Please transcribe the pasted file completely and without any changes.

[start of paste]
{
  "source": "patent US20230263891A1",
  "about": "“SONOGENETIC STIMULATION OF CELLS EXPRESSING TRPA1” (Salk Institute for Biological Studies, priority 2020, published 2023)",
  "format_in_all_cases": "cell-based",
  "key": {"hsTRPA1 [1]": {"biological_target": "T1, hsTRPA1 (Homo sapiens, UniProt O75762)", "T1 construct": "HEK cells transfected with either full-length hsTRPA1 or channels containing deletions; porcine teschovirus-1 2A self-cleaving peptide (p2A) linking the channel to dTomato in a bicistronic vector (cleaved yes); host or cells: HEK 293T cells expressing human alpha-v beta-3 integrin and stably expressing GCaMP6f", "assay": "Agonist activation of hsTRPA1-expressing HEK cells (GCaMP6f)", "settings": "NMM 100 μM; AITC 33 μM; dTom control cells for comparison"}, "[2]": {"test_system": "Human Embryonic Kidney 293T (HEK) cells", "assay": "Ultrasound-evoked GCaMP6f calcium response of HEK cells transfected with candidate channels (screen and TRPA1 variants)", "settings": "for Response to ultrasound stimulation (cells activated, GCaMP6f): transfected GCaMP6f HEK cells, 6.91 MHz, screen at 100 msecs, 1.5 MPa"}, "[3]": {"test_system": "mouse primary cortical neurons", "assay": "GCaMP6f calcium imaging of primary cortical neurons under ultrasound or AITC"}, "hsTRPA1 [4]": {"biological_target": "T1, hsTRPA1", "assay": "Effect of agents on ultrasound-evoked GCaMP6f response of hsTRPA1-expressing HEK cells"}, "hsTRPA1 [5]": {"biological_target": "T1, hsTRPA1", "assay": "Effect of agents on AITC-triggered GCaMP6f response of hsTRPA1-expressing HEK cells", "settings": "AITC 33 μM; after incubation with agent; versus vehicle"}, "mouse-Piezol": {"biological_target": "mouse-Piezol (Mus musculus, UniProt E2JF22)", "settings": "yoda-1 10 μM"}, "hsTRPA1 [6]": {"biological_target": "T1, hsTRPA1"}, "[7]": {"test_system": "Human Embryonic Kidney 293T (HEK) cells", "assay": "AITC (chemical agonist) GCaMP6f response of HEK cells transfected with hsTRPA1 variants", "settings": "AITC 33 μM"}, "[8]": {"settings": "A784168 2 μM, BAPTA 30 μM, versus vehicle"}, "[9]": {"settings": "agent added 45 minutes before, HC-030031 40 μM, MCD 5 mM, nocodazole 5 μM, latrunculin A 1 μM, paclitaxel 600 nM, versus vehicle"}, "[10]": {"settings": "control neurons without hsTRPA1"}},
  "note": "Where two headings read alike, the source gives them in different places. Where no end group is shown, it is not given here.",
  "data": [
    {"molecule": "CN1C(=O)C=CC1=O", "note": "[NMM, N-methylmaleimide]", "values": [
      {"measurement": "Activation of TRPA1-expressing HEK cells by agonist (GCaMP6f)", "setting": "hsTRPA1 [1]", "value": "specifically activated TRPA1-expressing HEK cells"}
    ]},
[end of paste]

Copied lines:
{
  "source": "patent US20230263891A1",
  "about": "“SONOGENETIC STIMULATION OF CELLS EXPRESSING TRPA1” (Salk Institute for Biological Studies, priority 2020, published 2023)",
  "format_in_all_cases": "cell-based",
  "key": {"hsTRPA1 [1]": {"biological_target": "T1, hsTRPA1 (Homo sapiens, UniProt O75762)", "T1 construct": "HEK cells transfected with either full-length hsTRPA1 or channels containing deletions; porcine teschovirus-1 2A self-cleaving peptide (p2A) linking the channel to dTomato in a bicistronic vector (cleaved yes); host or cells: HEK 293T cells expressing human alpha-v beta-3 integrin and stably expressing GCaMP6f", "assay": "Agonist activation of hsTRPA1-expressing HEK cells (GCaMP6f)", "settings": "NMM 100 μM; AITC 33 μM; dTom control cells for comparison"}, "[2]": {"test_system": "Human Embryonic Kidney 293T (HEK) cells", "assay": "Ultrasound-evoked GCaMP6f calcium response of HEK cells transfected with candidate channels (screen and TRPA1 variants)", "settings": "for Response to ultrasound stimulation (cells activated, GCaMP6f): transfected GCaMP6f HEK cells, 6.91 MHz, screen at 100 msecs, 1.5 MPa"}, "[3]": {"test_system": "mouse primary cortical neurons", "assay": "GCaMP6f calcium imaging of primary cortical neurons under ultrasound or AITC"}, "hsTRPA1 [4]": {"biological_target": "T1, hsTRPA1", "assay": "Effect of agents on ultrasound-evoked GCaMP6f response of hsTRPA1-expressing HEK cells"}, "hsTRPA1 [5]": {"biological_target": "T1, hsTRPA1", "assay": "Effect of agents on AITC-triggered GCaMP6f response of hsTRPA1-expressing HEK cells", "settings": "AITC 33 μM; after incubation with agent; versus vehicle"}, "mouse-Piezol": {"biological_target": "mouse-Piezol (Mus musculus, UniProt E2JF22)", "settings": "yoda-1 10 μM"}, "hsTRPA1 [6]": {"biological_target": "T1, hsTRPA1"}, "[7]": {"test_system": "Human Embryonic Kidney 293T (HEK) cells", "assay": "AITC (chemical agonist) GCaMP6f response of HEK cells transfected with hsTRPA1 variants", "settings": "AITC 33 μM"}, "[8]": {"settings": "A784168 2 μM, BAPTA 30 μM, versus vehicle"}, "[9]": {"settings": "agent added 45 minutes before, HC-030031 40 μM, MCD 5 mM, nocodazole 5 μM, latrunculin A 1 μM, paclitaxel 600 nM, versus vehicle"}, "[10]": {"settings": "control neurons without hsTRPA1"}},
  "note": "Where two headings read alike, the source gives them in different places. Where no end group is shown, it is not given here.",
  "data": [
    {"molecule": "CN1C(=O)C=CC1=O", "note": "[NMM, N-methylmaleimide]", "values": [
      {"measurement": "Activation of TRPA1-expressing HEK cells by agonist (GCaMP6f)", "setting": "hsTRPA1 [1]", "value": "specifically activated TRPA1-expressing HEK cells"}
    ]},